Talk about the Immanence. The Most Holy took on flesh and blood and entered into time. There was nothing grand about the advent. There was no room in a decent place for His birth. Born in a sheepcote, heralded by shepherds, His bed was a long, narrow container open at the top for animals to nibble grass or slake their thirst. Not only was the Most Holy born in the most ordinary of places, He made the most ordinary place most holy – as shepherds, Magi and angels came there to worship!
Millennia after Jacob’s revelation, we would say of the sheepcote:
“…Surely the LORD was in this place; and we knew it not.”
It doesn’t end there though. How about the Most Holy Himself? Isaiah said of him:
“For he shall grow up before him as a tender plant, and as a root out of a dry ground: he hath no form nor comeliness; and when we shall see him, there is no beauty that we should desire him. He is despised and rejected of men; a man of sorrows, and acquainted with grief: and we hid as it were our faces from him; he was despised, and we esteemed him not.”Isaiah 53:2-3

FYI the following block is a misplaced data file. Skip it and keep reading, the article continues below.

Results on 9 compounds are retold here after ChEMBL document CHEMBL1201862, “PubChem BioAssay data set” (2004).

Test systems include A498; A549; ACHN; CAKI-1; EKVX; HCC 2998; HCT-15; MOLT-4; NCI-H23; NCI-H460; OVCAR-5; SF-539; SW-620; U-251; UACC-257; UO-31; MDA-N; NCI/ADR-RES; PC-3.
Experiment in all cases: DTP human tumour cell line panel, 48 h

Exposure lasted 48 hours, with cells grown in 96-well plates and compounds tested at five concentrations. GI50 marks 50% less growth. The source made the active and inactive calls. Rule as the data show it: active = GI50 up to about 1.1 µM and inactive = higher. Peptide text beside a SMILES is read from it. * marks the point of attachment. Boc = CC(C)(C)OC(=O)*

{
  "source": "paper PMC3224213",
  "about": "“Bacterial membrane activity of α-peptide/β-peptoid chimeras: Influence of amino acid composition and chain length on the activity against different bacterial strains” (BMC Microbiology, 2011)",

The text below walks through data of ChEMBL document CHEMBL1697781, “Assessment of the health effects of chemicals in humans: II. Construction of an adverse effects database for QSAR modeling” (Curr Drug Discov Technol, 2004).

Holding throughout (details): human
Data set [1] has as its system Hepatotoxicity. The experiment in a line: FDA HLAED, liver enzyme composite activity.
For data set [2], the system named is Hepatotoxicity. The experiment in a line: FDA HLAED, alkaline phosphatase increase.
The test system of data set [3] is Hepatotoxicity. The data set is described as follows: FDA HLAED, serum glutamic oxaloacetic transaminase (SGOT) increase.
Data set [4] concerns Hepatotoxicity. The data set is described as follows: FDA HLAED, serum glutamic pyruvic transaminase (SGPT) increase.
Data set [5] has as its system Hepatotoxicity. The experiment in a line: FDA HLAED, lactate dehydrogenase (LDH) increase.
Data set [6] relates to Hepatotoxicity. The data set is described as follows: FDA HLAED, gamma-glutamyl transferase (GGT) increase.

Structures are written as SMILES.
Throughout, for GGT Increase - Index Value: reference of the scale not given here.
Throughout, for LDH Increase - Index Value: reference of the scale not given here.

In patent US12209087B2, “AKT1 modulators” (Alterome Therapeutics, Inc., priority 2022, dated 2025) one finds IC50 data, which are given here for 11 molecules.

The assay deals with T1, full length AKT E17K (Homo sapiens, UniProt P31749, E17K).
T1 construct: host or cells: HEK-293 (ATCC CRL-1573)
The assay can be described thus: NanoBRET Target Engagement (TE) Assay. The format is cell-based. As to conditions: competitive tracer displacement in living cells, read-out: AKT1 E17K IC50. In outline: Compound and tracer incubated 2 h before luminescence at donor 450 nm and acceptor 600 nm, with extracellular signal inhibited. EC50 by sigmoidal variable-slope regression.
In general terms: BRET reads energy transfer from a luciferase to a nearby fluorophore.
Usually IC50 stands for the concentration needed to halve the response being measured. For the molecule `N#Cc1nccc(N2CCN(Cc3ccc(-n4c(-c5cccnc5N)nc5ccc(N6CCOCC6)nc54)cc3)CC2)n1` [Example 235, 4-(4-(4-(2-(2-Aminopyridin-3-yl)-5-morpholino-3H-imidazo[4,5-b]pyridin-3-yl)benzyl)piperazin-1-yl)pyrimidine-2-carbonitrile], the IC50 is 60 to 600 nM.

If we learned to treat creation as sacred, each other as holy, things great and small as divine, healing will come to the world.
The despised and rejected man was hounded to death. Not satisfied with his execution, the world went after his legacy. To this end, Saul of Tarsus committed himself. With the zeal of an ignoramus, he persecuted his saviour. He did not discern holiness in the ministry of an executed carpenter. Saul became Paul on the road to Damascus when the blinding light of God broke through the darkness in which religion trapped him. He learned a lesson and did his best to teach others that we are more than the sum of our flesh and blood:
“Wherefore henceforth know we no man after the flesh: yea, though we have known Christ after the flesh, yet now henceforth know we him no more.” 2 Corinthians 5:16